Sunday, October 17, 2010

A Western Province Supporter

For those who do not live in South Africa – Cape Town is situated in the Western Province. It is the superior province in our country. Of course there are some who might disagree with me, suggesting that places like Durban and Pretoria can lay claim to this. From this flows the sporting rivalry that fuels the competitive juices of this nation. Irrespective of whether it is Cricket, Rugby, Football, Tiddlywinks or Jukskei (South Africa are world champions), this is a rivalry that is deeply engraved in the DNA of families, and is passed down from one generation to another.

Yesterday Western Province rugby team defeated the Free State Cheetahs to go through to the finals of the Rugby Curry Cup Competition. This is a provincial rugby competition that saw its inaugural tournament in 1892, where Western Province was the first winner. At the end of this month Western Province will play the Sharks, a KwaZulu-Natal team based around Durban.

And I will be praying for a Western Province win . . . and as many Sharks supporters will be praying for a KwaZulu-Natal win.

Thursday, October 14, 2010

Happy 70th Birthday Harry

He is a philanthropic multi-millionaire who began his working life as a filing clerk for a company called Atlas Lamps. Harry Roger Webb was born on 14October 1940, in Lucknow, India, to Rodger and Dorothy Webb. They subsequently moved to England, where Harry finished his schooling at Riversmead School (now Bishopslea).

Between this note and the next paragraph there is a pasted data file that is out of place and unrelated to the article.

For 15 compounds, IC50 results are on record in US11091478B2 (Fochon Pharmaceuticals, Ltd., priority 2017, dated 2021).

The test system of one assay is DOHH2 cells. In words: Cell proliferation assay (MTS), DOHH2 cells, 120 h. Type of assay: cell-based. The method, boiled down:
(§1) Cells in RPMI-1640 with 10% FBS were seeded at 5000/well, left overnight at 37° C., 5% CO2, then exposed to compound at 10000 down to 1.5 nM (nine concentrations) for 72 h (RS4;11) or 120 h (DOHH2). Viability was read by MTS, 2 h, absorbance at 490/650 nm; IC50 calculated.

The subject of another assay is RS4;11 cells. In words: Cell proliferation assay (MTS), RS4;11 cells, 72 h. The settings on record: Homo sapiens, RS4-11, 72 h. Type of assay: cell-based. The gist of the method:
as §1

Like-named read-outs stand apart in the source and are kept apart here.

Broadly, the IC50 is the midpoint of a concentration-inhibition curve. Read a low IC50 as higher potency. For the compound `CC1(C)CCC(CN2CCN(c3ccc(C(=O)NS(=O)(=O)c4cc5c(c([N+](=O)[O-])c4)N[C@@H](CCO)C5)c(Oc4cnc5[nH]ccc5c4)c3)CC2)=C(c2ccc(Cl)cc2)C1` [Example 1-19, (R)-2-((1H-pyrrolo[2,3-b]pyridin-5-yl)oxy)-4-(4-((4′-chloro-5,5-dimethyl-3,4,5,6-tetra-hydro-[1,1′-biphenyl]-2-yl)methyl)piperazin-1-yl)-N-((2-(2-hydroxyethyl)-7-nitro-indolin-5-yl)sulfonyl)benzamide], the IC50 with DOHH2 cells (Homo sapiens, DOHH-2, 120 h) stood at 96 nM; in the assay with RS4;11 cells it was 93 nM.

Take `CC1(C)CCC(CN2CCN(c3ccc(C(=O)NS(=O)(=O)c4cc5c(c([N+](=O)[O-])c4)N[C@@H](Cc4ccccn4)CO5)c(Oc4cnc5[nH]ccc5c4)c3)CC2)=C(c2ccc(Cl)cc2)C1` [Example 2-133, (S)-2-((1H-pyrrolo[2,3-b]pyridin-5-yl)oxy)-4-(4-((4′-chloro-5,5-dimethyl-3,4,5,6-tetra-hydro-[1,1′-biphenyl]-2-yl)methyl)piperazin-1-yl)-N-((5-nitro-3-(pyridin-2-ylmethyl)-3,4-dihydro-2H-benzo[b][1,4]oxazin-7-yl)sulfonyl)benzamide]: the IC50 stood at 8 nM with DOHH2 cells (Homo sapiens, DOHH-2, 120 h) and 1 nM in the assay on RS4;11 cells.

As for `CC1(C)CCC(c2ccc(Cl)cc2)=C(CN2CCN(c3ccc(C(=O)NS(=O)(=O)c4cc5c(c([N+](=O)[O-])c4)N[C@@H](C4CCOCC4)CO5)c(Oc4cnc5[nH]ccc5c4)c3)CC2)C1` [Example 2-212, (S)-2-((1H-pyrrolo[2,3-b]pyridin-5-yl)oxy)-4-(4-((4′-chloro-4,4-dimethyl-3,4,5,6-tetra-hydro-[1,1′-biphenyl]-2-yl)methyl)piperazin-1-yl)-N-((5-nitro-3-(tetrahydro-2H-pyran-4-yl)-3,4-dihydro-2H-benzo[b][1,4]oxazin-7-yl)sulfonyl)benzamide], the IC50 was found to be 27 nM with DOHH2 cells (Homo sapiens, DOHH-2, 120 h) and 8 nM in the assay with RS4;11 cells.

He became a singer, and was persuaded to change his name to something more substantial: a businessman called Harry Greatorex (tell me that isn’t an invented name!) came up with the name “Cliff” – which was meant to suggest solidity like a rock. Ian Samwell, who wrote Cliffs first song “Move It,” suggested that he use the surname “Richard” in tribute to the rocker Little Richard. And so in 1958 Cliff Richard was launched on a career that has covered seven decades and sold more than 260 million records.

For me the defining tribute is the following comment I found: Cliff Richard believes that he is the "the most radical rock star there has ever been" because of his choice not to adopt the rock-star image of “sex, drugs, and alcohol.” He is evidence of my conviction that rich and deeply satisfying life can be achieved without dependence on chemical assistance.

Happy Birthday Cliff.

Sunday, October 03, 2010


Luk 17:5 The apostles said to the Lord, "Make our faith greater."

This past week has really been a rough week:I have sat with a number of people who are facing deep challenges in their lives: